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Umm, okay. I know this is dumb question and those of you who have been working on bikes since you were 12 will get a good laugh (or be annoyed, I apologize).

If I wanted to change my own oil or do various other things, how do I stand this thing up straight, preferably with the wheels off the ground...lol

I don't need the least expensive option--I don't mind paying for good solutions that last--but I am not opening a service shop either.
 

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I have the same bike and a jack. There is a problem, the bike sits too low and is too wide for the jack to work with it. The cheapest solution is to drain the oil. Then put your kickstand on a block of wood to fill. Do it the other way you risk knocking the bike over while taking off the drain plug.

Dingo.
 

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You don't really need a jack or stand to change the oil and filter. When refilling the crankcase I pour in just shy of three quarts and it ends up being right on the money....

Just to get the rear wheel off the ground I stack some short pieces of 2x4's under the right side of the frame (with the bike on it's sidestand) and then use a small car jack to lift the left side of the frame. You gotta' be real careful though because there's no tie downs like on a lift and if you go too far, the bike could topple over. I use this method when I need to do some chain maintenance. Using the lift is tricky because the engine hangs lower than the frame and you have to have some spacers for the lift to work so you don't damage the engine....

Phil
 

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Just get the Harbor freight jack, it's pretty cheap and can be had well under $100 after a 20% coupon that can be easily aquired. That's what I have but to change tires and keep the lift off the motor you're lifting one side at a time... Unless you do what I did. Unbolt the two lift pads from the lifting arms, then cut the cross bar off that connects them, buy some 5.5 or 6in grade 8 1/2in bolts and then either cut the connecting bar up for spacers or use washers to space the lift pads farther out on the outside of the lifting arms of the jack. Boom now you have a lift that is more stable and doesn't hit the engine! And it only takes about 15min to do.
 

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I've had a Harbor Freight jack for well over a decade and it's lifted a lot of bikes. I have no complaints thus far.
 

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I have the Harbor Freight jack also, haven't used it on my Phantom yet but have on my sons ACE and it works great I also got the front wheel chock and you just ride into it and you bike is standing straight and you can run a strap if you want to make sure it doesn't move. It also works great to get the bike level to jack up easier or just level to work on the ground. Makes it so you have no worries jacking it up by yourself of your bike tipping because its already level. I also got 4 jack stands to set the bike down on so no worries of the jack lowering or in my case have my sons on the stands for storage and the chock and jack available to use on mine if I need to without having to lower his back down. With coupons about $160 for all, very inexpensive and useful tools to have!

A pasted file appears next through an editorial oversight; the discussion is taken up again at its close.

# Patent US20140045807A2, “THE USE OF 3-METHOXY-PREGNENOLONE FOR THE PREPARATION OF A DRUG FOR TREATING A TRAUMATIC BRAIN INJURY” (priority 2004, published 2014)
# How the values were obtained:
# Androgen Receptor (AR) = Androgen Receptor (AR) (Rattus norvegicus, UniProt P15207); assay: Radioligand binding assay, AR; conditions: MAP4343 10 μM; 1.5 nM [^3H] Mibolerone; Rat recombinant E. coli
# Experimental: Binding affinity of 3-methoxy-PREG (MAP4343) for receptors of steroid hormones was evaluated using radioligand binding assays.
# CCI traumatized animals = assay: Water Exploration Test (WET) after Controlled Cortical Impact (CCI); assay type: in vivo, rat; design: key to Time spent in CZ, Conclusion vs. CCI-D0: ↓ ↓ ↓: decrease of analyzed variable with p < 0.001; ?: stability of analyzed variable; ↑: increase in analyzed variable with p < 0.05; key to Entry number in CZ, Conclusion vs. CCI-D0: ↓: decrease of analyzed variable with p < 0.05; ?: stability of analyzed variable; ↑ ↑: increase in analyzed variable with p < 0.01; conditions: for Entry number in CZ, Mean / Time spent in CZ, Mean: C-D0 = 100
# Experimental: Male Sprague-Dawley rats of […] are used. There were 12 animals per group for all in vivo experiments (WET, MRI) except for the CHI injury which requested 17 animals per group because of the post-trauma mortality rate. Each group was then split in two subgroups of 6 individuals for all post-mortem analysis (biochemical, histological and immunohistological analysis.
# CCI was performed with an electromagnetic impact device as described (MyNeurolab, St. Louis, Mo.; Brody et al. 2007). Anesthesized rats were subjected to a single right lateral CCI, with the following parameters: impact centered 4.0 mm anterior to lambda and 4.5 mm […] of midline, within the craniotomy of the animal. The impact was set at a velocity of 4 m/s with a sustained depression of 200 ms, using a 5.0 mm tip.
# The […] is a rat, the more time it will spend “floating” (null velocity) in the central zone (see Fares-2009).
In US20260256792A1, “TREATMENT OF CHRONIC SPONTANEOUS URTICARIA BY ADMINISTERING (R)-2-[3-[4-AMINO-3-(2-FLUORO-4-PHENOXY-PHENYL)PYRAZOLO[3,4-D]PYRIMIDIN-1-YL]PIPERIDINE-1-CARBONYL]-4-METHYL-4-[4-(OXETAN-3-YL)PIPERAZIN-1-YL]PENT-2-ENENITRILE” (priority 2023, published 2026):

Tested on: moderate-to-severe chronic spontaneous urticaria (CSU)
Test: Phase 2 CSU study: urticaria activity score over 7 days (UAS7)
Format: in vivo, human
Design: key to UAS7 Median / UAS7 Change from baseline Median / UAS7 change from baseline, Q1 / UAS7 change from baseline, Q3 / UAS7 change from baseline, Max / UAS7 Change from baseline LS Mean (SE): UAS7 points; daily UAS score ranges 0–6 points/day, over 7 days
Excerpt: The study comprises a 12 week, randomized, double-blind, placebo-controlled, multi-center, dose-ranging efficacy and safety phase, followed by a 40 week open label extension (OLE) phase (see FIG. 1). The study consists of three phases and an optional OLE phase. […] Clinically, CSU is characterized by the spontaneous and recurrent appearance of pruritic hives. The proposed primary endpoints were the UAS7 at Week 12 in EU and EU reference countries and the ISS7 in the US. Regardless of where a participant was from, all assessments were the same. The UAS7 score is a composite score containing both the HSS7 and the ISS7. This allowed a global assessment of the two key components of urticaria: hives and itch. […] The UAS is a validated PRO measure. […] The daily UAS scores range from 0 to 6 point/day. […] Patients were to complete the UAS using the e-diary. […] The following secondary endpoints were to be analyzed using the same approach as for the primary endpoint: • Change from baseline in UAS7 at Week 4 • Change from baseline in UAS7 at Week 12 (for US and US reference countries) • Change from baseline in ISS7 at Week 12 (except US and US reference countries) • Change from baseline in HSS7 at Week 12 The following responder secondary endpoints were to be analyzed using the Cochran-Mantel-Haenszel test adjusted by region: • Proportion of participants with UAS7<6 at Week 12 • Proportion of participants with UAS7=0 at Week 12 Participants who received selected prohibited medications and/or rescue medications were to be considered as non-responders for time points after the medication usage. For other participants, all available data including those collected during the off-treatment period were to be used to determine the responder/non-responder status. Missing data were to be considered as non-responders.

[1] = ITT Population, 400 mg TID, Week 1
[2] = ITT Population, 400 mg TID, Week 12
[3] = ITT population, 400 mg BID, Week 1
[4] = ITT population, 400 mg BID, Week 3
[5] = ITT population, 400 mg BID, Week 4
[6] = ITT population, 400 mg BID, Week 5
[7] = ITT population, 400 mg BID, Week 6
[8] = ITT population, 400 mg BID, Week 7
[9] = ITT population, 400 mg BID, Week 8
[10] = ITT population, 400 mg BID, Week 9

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Same bike.. I put a 2x6 under both tires and the kick stand.. Perfect clearance to drain and change the filter.
 

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On my Spirit i used a 3" drain pan with no issues. Its actually too tall for my Fury though.
 

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Just get the Harbor freight jack, it's pretty cheap and can be had well under $100 after a 20% coupon that can be easily aquired. That's what I have but to change tires and keep the lift off the motor you're lifting one side at a time... Unless you do what I did. Unbolt the two lift pads from the lifting arms, then cut the cross bar off that connects them, buy some 5.5 or 6in grade 8 1/2in bolts and then either cut the connecting bar up for spacers or use washers to space the lift pads farther out on the outside of the lifting arms of the jack. Boom now you have a lift that is more stable and doesn't hit the engine! And it only takes about 15min to do.
great idea!! I have one of these jacks..i'm not sure what you mean by spacing the lift pads further out on the outside....jack....sounds like a great idea though...do you have picts or could u go into more detail? Thanks!
 

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Here's a link to what I did for a lift, the only change I have made to it is to add a second spacer so the front arm lifts the bike by the frame instead of the engine.

http://www.hondashadow.net/forum/72-technical-discussion/113778-lifting-vt1100-level.html

I have only needed to use the lift on my VT1100 a couple times such as when I pulled the front forks to have the leaking seals replaced. Most of the usage is when lubing the chain on my wife's bike (still asking myself, if it is "Her" bike then why isn't she lubing the chain?).
 
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